Book Image

Hands-On Gradient Boosting with XGBoost and scikit-learn

By : Corey Wade
Book Image

Hands-On Gradient Boosting with XGBoost and scikit-learn

By: Corey Wade

Overview of this book

XGBoost is an industry-proven, open-source software library that provides a gradient boosting framework for scaling billions of data points quickly and efficiently. The book introduces machine learning and XGBoost in scikit-learn before building up to the theory behind gradient boosting. You’ll cover decision trees and analyze bagging in the machine learning context, learning hyperparameters that extend to XGBoost along the way. You’ll build gradient boosting models from scratch and extend gradient boosting to big data while recognizing speed limitations using timers. Details in XGBoost are explored with a focus on speed enhancements and deriving parameters mathematically. With the help of detailed case studies, you’ll practice building and fine-tuning XGBoost classifiers and regressors using scikit-learn and the original Python API. You'll leverage XGBoost hyperparameters to improve scores, correct missing values, scale imbalanced datasets, and fine-tune alternative base learners. Finally, you'll apply advanced XGBoost techniques like building non-correlated ensembles, stacking models, and preparing models for industry deployment using sparse matrices, customized transformers, and pipelines. By the end of the book, you’ll be able to build high-performing machine learning models using XGBoost with minimal errors and maximum speed.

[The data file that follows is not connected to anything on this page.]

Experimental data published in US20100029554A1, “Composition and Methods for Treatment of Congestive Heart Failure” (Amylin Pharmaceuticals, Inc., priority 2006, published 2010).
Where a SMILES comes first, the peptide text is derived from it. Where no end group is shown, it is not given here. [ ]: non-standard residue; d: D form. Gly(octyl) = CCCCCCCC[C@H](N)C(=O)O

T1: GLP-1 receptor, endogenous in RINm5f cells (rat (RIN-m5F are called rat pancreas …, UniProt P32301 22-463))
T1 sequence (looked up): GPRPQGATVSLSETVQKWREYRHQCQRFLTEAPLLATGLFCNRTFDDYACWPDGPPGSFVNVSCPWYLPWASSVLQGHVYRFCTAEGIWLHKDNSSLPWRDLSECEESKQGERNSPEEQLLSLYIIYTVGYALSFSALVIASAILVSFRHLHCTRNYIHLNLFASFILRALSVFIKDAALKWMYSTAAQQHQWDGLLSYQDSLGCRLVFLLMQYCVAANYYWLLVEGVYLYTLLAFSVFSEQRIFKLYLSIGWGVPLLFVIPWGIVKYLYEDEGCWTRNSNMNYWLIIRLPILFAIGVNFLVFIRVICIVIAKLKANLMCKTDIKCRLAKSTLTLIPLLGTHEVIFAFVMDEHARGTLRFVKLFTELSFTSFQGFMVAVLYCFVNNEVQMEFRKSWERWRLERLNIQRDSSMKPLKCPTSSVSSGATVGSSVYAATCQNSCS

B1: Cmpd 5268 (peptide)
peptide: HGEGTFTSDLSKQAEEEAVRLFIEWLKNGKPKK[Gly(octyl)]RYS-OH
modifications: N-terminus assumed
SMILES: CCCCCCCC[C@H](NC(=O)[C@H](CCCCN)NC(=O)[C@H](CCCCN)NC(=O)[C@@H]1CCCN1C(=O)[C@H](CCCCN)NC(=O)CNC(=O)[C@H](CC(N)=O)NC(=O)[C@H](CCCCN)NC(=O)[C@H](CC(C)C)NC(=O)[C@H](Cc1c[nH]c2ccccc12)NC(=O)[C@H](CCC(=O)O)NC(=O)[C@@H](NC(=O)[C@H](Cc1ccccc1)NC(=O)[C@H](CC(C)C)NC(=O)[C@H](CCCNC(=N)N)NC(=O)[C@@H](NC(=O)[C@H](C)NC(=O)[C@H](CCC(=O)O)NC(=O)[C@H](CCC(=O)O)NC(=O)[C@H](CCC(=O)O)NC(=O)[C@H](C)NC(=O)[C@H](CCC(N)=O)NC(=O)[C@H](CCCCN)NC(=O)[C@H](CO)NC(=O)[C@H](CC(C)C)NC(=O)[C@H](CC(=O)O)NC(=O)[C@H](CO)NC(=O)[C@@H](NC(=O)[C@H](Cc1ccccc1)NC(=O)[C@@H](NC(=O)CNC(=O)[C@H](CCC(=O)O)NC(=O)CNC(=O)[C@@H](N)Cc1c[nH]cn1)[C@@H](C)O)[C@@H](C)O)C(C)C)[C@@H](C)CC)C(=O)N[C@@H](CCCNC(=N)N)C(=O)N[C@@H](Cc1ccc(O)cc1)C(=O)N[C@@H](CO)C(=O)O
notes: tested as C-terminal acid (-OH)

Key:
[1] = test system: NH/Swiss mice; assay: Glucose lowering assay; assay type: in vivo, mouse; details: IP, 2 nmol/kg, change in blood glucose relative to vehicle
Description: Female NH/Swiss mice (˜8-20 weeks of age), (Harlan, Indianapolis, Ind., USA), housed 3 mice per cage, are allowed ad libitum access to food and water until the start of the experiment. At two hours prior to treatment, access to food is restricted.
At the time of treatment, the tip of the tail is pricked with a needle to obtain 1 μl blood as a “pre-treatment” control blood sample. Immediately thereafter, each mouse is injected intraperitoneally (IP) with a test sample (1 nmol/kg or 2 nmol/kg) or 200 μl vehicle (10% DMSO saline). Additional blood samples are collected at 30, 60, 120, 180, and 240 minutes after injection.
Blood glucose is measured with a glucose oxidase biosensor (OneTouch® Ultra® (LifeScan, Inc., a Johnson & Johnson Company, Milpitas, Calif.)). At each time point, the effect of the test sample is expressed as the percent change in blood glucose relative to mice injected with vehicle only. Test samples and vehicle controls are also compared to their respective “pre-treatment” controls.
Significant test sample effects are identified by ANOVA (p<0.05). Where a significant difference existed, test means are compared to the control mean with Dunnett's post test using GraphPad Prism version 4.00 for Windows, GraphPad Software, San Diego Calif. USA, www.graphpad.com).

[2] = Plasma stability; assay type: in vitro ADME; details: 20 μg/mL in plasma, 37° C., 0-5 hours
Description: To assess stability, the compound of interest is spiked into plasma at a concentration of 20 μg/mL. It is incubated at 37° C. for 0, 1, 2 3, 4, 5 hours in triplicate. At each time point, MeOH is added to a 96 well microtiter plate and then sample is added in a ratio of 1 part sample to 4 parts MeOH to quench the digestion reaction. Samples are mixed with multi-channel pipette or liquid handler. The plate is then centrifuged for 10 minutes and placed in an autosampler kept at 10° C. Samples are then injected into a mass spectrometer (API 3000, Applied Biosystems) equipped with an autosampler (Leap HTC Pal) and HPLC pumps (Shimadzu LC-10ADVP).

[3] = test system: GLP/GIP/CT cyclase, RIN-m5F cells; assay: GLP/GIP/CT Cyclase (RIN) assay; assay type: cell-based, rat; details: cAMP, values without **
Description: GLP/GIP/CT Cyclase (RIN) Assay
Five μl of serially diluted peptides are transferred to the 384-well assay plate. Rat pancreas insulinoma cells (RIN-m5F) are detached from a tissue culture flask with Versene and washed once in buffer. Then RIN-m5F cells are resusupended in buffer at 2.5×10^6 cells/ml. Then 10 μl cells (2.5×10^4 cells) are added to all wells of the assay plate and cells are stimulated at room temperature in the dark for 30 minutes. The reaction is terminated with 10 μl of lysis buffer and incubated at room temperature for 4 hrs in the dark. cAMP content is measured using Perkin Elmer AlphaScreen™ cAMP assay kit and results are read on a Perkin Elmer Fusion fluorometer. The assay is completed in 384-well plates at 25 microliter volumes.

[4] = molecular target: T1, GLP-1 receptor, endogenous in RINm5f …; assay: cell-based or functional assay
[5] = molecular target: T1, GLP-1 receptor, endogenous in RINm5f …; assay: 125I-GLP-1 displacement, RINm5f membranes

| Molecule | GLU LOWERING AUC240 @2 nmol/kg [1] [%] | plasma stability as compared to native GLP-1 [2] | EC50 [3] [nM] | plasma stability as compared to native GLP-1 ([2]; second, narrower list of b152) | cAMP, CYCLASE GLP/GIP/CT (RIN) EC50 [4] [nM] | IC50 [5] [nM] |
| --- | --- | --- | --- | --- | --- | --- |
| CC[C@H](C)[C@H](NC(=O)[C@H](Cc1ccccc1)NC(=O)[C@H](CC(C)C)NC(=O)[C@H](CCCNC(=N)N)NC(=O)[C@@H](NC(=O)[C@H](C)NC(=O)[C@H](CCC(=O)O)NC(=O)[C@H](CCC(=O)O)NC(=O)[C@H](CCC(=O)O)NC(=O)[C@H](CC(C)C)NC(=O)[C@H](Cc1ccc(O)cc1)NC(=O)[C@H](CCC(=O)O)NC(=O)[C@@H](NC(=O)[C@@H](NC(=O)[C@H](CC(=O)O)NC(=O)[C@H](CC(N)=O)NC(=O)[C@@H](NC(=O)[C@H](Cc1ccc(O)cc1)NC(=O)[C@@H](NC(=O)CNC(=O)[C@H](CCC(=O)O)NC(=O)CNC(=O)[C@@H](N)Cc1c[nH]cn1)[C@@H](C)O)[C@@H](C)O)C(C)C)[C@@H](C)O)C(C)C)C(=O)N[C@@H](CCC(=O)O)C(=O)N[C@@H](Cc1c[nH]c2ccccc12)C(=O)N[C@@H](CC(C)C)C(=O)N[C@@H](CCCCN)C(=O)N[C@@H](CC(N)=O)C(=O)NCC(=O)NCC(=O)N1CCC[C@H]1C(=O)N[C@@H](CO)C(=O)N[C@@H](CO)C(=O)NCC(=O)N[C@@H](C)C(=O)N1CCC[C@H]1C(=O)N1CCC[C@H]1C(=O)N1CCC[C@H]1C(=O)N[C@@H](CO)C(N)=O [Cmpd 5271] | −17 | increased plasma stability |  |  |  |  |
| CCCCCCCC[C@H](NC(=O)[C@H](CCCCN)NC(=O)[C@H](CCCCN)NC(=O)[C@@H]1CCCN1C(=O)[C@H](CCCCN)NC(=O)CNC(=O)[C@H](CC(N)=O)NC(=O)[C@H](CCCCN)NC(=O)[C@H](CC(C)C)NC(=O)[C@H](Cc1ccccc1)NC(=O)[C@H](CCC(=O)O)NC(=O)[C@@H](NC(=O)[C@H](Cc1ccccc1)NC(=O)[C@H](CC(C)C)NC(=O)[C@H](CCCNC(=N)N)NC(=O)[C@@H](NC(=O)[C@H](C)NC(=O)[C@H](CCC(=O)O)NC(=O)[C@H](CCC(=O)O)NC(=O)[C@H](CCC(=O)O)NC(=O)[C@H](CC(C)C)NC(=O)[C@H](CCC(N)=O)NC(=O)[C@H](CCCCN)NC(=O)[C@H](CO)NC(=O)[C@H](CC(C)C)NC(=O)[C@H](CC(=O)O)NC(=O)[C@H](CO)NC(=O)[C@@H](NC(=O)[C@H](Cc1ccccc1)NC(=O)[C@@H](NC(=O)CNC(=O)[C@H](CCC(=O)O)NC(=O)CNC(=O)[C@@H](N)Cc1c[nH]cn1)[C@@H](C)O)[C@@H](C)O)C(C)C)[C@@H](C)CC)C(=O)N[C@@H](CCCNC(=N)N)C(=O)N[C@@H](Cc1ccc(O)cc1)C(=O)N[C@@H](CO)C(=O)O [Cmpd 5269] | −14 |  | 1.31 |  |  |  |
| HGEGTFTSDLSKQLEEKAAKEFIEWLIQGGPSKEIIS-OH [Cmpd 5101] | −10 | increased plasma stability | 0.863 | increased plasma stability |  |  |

Table of Contents (15 chapters)
Section 1: Bagging and Boosting
Section 2: XGBoost
Section 3: Advanced XGBoost

Resampling imbalanced data

Now that we have an appropriate scoring method to discover exoplanets, it's time to explore strategies such as resampling, undersampling, and oversampling for correcting the imbalanced data causing the low recall score.


One strategy to counteract imbalanced data is to resample the data. It's possible to undersample the data by reducing rows of the majority class and to oversample the data by repeating rows of the minority class.


Our exploration began by selecting 400 rows from 5,087. This is an example of undersampling since the subset contains fewer rows than the original.

Let's write a function that allows us to undersample the data by any number of rows. This function should return the recall score so that we can see how undersampling changes the results. We will begin with the scoring function.

The scoring function

The following function takes XGBClassifier and the number of rows as input and...